Currently in development, the Phase 7 Modeling Tools will be used by the partnership to inform decisions related to nutrient and sediment reduction goals outlined in the Chesapeake Bay Watershed Agreement. Integral to this updated suite of tools is the ability to project climate change effect through 2035. The model, which will be ready for use by 2027, consists of seven interrelated projects:
- High Resolution Land Use
- Chesapeake Assessment Scenario Tool (CAST)
- Agricultural Inputs
- Watershed Modeling
- Estuarine Modeling
- Criteria Assessment
How are the projects interrelated?
CAST is a publicly available model of the Chesapeake Bay watershed used to estimate changes in long-term nutrient and sediment loads due to changes in point sources, land use and land management. Watershed modeling provides the science behind the calculations in CAST while optimization allows users to find a least cost management option in CAST for a given nutrient and sediment reduction. The production of new high resolution land use data and the improvement of agricultural inputs will inform and improve the phase 7 watershed modeling products while also providing important data for other CBP goals and outcomes. Estuarine Modeling translates changes in nutrients and sediment to water quality outcomes in the tidal waters of the Bay. Criteria Assessment is the process of determining whether the predicted water quality outcomes meet state water quality standards. The Phase 7 Model project is focused on updating the tools for the Chesapeake Bay TMDL relating nitrogen, phosphorus, and sediment reductions to improvements in tidal dissolved oxygen, clarity, and chlorophyll. Some of the projects will also be used to track CBP goals other than the TMDL and are represented as crossing the Phase 7 boundary.
Partnership Planning Documents
- View the report from the Chesapeake Regional Hydrologic Modeling meeting - held 9/18/2019
- View the initial description of potential modeling priorities – presented to the WQGIT 8/26/2021.
View the calendar page for WQGIT 8/26/2021
- View the revised priorities with WQGIT feedback – presented to the WQGIT 1/24/2022.
View the calendar page for WQGIT 1/24/2022
- Summary presentations were made to the WQGIT 4/25/2022.
View the calendar page for WQGIT 4/25/2022
High resolution land use
CBPO lead – Peter Claggett
High resolution land use products are being developed at the meter scale for delivery in 2024. They will go directly into the watershed modeling efforts and provide information for other CBP partnership goals and outcomes.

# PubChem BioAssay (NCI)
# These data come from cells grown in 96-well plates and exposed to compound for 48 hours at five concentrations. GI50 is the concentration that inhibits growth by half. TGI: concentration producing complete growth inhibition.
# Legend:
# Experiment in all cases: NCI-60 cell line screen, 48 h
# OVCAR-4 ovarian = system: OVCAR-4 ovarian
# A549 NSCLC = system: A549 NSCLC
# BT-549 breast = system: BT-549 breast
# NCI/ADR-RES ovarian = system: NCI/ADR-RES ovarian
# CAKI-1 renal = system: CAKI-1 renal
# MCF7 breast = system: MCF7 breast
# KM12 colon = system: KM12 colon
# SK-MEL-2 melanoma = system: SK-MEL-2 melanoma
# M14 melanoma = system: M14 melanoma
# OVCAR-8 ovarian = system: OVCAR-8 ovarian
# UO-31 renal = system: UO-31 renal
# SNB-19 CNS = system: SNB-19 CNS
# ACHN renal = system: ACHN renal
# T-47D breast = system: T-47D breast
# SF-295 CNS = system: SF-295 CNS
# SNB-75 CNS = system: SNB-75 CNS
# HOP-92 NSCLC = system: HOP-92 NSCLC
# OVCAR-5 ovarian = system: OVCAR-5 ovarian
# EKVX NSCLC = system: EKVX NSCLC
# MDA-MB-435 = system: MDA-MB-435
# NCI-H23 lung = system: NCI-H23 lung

CBPO Lead – Olivia Devereux
CAST will receive upgrades to improve transparency and usability as part of a project that will also redesign the process for submitting management practice data. A spatial interface to CAST will be designed to give output for a user-defined spatial extent.
CBPO Lead – Lewis Linker
Optimization software is being developed so that CAST scenarios can be generated representing the least cost to achieve a desired level of nutrient and sediment reduction.
CBPO Lead - Tom Butler
The Agricultural Modeling Team will examine and revise the agricultural inputs to CAST. The goal is to achieve a realistic representation of the nutrients from manure, commercial fertilizer, fixation, crop uptake, soil storages, and other agricultural inputs over time. As of September 2022, the Team is in the process of being formed by the Agriculture Workgroup.
CBPO Lead – Gary Shenk
The watershed model underlying the CAST calculations is being updated for better representation of physical processes, improved nutrient application calculations, and variable-scale modeling.
CBPO Lead – Lewis Linker
A new estuarine model is being developed for the entire tidal Chesapeake (the Main Bay Model) incorporating the latest techniques. Multiple Tributary Models will also be developed as testbeds for improved overall model performance.
CBPO Lead – Peter Tango
The estuarine water quality criteria assessment procedures are being considered for revision based on climate change considerations. A separate effort looks to create a new Bay interpolator using vertical profiler data which can evaluate criteria which could not previously be evaluated. The collection of data is being coordinated through the Hypoxia Collaborative Team and the development of data analysis methods is coordinated in the Bay Oxygen Research Group.